Other Names for this Disease
- Anemia aplastic
- Aplastic anemia idiopathic
- Idiopathic aplastic anemia
- Secondary aplastic anemia
See Disclaimer regarding information on this site. Some links on this page may take you to organizations outside of the National Institutes of Health.
It can be caused by injury to blood stem cells due to exposure to certain drugs, chemotherapy, congenital disorders, drug therapy to suppress the immune system, pregnancy, radiation therapy, or toxins such as benzene or arsenic. When the cause is unknown, it is referred to as idiopathic aplastic anemia. In about half of all cases, no cause can be found. The condition can be acute or chronic.Aplastic anemia is failure of the bone marrow to make enough blood cells. All blood cell types are affected.
Last updated: 8/21/2009
- Secondary aplastic anemia. MedlinePlus. http://www.nlm.nih.gov/medlineplus/ency/article/000529.htm. Accessed 1/31/2010.
- MedlinePlus was designed by the National Library of Medicine to help you research your health questions, and it provides more information about this topic.
- The Merck Manuals Online Medical Library provides information on this condition for patients and caregivers.
- The National Heart, Lung, and Blood Institute (NHLBI) can provide information on this topic. You can reach them by calling 301-592-8573 or by E-mail at firstname.lastname@example.org
- The National Heart, Lung, and Blood Institute (NHLBI) provides leadership for a national program in diseases of the heart, blood vessels, lung, and blood; blood resources; and sleep disorders. Since October 1997, the NHLBI has also had administrative responsibility for the NIH Woman's Health Initiative. Click on the link to view information on this topic.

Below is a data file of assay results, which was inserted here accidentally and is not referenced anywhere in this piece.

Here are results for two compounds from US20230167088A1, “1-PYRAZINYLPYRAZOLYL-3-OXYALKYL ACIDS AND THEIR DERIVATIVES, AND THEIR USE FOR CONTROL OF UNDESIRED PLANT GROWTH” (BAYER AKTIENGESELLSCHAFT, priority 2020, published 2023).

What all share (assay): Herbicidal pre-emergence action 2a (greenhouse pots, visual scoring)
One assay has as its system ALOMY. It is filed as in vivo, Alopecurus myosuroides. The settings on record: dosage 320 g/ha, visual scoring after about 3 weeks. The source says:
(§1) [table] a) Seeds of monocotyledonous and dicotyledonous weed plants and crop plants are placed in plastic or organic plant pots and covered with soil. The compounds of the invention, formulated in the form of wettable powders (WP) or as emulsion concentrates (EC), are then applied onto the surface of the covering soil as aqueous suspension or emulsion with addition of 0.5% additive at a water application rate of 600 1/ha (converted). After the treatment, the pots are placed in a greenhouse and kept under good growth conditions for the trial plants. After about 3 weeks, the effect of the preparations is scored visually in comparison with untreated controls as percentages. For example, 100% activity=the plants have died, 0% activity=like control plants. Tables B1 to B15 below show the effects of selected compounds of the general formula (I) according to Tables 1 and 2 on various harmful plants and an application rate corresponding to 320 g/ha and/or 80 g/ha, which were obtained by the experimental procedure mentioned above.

- Medscape Reference provides information on this topic. You may need to register to view the medical textbook, but registration is free.
- The Monarch Initiative brings together data about this condition from humans and other species to help physicians and biomedical researchers. Monarch’s tools are designed to make it easier to compare the signs and symptoms (phenotypes) of different diseases and discover common features. This initiative is a collaboration between several academic institutions across the world and is funded by the National Institutes of Health. Visit the website to explore the biology of this condition.
- Online Mendelian Inheritance in Man (OMIM) is a catalog of human genes and genetic disorders. Each entry has a summary of related medical articles. It is meant for health care professionals and researchers. OMIM is maintained by Johns Hopkins University School of Medicine.
- Orphanet is a European reference portal for information on rare diseases and orphan drugs. Access to this database is free of charge.
- PubMed is a searchable database of medical literature and lists journal articles that discuss Aplastic anemia. Click on the link to view a sample search on this topic.